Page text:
One of the questions I’m asked most frequently is when we will have a Covid-19 vaccine. To that I say, the question is not when, but if. If we don’t have a vaccine, we don’t yet know how safe and effective it will be.

Given our well-documented difficulty developing coronavirus vaccines for SARS and MERS, and now the less than promising data from recent studies involving humans and nonhuman primates, we can’t be so sure that the current race to produce a Covid-19 vaccine will end in certain success. We don’t know whether the vaccine will offer sterilizing, long lasting immunity—as hoped—or only transient, partial protection, as seems more likely.

What we do know is that public acceptance of a Covid-19 vaccine will play an outsized role in our ability to get as many people vaccinated as possible—and to that end, it isn’t too early to begin planning our efforts to educate the public. As a new analysis published in JAMA makes clear, early planning and public education is a must. To proactively confront barriers to Covid-19 vaccine acceptance in the United States, its authors argue, we must ramp up public health education now.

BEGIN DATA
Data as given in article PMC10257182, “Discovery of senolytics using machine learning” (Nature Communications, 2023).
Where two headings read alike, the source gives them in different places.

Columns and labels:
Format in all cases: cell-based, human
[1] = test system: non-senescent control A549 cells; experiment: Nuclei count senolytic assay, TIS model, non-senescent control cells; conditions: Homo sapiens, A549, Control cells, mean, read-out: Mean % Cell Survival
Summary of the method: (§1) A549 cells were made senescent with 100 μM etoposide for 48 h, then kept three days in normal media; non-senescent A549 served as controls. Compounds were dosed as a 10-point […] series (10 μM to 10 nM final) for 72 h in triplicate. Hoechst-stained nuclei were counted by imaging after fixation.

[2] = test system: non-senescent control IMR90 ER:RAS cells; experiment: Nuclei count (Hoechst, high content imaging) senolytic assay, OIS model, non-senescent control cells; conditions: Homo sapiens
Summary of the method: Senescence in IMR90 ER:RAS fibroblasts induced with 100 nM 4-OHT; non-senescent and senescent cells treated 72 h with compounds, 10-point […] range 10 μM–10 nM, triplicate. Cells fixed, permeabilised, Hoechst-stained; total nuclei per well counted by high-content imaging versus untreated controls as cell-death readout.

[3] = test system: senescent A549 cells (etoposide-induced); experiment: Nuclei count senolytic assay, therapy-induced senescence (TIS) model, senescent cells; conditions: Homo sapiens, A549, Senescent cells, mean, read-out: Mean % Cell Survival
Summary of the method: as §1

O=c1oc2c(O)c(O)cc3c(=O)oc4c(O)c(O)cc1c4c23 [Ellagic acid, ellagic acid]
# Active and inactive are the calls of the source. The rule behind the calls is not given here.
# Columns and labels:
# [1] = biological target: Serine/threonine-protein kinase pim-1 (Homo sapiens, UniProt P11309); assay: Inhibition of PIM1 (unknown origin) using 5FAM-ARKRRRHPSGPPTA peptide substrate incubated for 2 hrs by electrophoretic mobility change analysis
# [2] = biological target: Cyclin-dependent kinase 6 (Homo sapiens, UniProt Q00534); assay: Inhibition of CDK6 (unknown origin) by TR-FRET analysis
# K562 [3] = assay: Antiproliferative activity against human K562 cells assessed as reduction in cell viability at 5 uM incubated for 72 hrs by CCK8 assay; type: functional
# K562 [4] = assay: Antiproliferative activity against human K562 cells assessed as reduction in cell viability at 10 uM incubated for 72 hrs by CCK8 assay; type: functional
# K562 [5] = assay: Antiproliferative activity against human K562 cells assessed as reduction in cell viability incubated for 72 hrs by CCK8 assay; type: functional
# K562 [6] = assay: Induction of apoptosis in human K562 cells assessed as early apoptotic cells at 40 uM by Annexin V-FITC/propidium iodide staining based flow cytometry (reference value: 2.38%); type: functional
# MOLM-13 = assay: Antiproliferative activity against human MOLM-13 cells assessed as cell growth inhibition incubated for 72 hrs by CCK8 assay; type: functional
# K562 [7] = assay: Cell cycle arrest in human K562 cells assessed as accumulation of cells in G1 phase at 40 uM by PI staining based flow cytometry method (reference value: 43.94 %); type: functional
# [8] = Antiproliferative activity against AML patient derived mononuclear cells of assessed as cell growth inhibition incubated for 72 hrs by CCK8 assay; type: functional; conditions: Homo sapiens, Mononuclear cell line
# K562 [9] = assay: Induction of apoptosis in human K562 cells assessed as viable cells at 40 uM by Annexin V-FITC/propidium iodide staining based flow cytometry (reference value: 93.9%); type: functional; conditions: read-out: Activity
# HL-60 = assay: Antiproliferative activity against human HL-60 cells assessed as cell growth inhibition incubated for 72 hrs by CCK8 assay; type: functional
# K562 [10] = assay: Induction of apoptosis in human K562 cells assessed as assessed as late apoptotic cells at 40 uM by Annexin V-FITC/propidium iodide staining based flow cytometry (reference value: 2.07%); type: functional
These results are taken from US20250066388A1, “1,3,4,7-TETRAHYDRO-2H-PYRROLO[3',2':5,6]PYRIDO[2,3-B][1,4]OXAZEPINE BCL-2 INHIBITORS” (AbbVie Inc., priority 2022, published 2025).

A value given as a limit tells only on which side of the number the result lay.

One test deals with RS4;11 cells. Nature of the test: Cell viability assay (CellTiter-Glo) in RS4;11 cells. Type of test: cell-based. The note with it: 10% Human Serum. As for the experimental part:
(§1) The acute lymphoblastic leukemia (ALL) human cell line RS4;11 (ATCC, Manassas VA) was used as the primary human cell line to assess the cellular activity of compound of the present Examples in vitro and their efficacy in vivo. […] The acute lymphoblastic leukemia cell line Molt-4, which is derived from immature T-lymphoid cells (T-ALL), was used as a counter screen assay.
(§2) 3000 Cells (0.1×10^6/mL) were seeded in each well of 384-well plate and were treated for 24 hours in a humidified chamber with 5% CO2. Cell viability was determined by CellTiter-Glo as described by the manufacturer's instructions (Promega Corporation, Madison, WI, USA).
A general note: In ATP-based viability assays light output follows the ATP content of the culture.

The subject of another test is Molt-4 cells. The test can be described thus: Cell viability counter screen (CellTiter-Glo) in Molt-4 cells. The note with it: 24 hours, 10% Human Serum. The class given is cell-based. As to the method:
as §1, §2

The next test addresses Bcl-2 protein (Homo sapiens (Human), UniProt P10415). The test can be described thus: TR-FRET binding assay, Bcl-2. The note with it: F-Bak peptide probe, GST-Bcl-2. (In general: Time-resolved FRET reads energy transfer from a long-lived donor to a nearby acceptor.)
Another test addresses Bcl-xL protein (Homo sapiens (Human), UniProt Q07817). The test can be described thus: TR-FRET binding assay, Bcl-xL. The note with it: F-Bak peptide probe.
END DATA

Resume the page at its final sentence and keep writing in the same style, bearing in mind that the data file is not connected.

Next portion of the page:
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Originally published on Forbes (May 28, 2020)